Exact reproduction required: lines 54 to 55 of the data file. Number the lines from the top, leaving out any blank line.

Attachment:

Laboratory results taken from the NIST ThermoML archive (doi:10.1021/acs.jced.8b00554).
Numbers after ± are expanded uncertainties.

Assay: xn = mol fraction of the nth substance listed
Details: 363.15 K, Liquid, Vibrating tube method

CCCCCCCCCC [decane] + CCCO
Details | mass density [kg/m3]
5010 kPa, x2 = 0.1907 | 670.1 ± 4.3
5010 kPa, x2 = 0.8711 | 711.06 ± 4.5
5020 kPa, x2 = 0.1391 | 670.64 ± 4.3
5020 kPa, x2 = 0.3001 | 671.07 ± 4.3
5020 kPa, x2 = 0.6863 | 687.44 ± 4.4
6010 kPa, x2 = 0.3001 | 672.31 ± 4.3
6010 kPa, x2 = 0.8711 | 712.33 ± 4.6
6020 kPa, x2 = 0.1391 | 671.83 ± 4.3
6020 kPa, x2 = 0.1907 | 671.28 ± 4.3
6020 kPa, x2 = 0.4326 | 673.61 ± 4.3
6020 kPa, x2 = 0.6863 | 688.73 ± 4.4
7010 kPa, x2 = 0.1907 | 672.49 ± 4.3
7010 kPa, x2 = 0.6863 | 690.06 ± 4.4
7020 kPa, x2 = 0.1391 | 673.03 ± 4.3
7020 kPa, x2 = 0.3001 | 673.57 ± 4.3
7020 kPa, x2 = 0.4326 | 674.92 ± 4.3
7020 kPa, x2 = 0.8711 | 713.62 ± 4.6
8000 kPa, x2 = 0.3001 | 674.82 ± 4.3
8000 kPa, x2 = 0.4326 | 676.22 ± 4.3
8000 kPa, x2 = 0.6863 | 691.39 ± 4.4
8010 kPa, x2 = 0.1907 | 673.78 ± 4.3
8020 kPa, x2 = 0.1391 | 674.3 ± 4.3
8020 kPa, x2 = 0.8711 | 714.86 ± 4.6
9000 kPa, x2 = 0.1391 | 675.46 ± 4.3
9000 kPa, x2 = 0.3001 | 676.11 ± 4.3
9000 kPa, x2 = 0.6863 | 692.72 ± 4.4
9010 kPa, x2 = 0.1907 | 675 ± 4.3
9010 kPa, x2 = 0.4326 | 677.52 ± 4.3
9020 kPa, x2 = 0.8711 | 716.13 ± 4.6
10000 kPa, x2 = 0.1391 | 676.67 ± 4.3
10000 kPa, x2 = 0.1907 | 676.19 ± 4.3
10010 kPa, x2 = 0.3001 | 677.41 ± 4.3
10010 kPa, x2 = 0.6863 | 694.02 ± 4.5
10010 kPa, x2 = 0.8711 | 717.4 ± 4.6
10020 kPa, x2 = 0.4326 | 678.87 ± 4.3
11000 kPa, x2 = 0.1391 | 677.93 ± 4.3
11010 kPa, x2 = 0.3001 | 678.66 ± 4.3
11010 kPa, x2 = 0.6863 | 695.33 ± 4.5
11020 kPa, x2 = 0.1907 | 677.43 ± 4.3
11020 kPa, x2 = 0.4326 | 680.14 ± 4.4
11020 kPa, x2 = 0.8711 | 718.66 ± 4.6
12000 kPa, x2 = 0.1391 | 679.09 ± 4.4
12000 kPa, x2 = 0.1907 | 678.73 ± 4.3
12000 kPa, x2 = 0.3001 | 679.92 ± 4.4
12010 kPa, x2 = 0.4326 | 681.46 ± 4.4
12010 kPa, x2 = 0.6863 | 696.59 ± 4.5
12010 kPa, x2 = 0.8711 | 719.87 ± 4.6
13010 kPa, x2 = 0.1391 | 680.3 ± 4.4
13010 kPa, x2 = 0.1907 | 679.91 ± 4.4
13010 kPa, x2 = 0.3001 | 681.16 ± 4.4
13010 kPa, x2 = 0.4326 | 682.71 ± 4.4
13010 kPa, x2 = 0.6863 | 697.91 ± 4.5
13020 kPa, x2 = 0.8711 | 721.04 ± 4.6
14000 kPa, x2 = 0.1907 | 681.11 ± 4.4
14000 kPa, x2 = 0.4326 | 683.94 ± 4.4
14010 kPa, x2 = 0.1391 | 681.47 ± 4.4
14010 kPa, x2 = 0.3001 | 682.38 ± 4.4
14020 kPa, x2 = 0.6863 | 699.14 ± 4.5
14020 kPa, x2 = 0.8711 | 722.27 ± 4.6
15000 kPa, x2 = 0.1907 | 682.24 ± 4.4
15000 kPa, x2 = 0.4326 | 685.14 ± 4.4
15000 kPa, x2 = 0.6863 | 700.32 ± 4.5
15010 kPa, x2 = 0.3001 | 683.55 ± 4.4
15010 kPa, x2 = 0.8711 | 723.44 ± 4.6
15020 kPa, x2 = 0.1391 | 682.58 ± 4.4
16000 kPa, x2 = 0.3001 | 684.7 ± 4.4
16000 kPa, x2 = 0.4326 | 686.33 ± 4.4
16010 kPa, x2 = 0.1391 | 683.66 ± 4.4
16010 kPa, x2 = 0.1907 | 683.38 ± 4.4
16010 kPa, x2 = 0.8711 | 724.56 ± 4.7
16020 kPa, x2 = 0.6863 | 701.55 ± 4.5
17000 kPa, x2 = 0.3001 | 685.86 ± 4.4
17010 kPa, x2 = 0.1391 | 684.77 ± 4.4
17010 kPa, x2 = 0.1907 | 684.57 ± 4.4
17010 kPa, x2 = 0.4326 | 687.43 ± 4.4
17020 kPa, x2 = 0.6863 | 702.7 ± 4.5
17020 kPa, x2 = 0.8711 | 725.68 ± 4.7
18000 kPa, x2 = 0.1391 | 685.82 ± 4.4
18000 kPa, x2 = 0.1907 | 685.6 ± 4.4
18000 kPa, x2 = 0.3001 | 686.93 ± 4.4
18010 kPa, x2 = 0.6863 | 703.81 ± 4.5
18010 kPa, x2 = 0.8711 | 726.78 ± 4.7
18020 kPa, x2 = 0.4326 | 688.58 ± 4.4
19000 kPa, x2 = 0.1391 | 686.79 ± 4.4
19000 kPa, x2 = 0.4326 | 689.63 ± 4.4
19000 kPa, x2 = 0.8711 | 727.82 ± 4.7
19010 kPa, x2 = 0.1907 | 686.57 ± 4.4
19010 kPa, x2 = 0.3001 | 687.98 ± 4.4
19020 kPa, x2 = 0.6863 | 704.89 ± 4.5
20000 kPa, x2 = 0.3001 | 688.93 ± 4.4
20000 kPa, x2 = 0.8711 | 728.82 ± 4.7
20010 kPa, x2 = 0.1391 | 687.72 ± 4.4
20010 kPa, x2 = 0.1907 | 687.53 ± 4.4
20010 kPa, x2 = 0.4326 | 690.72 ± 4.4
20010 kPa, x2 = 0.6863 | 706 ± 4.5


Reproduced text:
13010 kPa, x2 = 0.1391 | 680.3 ± 4.4
13010 kPa, x2 = 0.1907 | 679.91 ± 4.4